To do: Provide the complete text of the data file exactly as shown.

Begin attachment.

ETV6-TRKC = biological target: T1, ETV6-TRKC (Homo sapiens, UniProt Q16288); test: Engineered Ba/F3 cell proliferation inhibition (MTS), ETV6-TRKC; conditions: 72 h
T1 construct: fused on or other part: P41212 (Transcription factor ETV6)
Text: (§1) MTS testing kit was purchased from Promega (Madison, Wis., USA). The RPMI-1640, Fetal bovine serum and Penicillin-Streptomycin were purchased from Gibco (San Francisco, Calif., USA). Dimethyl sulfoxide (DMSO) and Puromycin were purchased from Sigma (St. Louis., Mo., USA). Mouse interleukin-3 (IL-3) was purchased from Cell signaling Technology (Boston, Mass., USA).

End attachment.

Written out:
ETV6-TRKC = biological target: T1, ETV6-TRKC (Homo sapiens, UniProt Q16288); test: Engineered Ba/F3 cell proliferation inhibition (MTS), ETV6-TRKC; conditions: 72 h
T1 construct: fused on or other part: P41212 (Transcription factor ETV6)
Text: (§1) MTS testing kit was purchased from Promega (Madison, Wis., USA). The RPMI-1640, Fetal bovine serum and Penicillin-Streptomycin were purchased from Gibco (San Francisco, Calif., USA). Dimethyl sulfoxide (DMSO) and Puromycin were purchased from Sigma (St. Louis., Mo., USA). Mouse interleukin-3 (IL-3) was purchased from Cell signaling Technology (Boston, Mass., USA).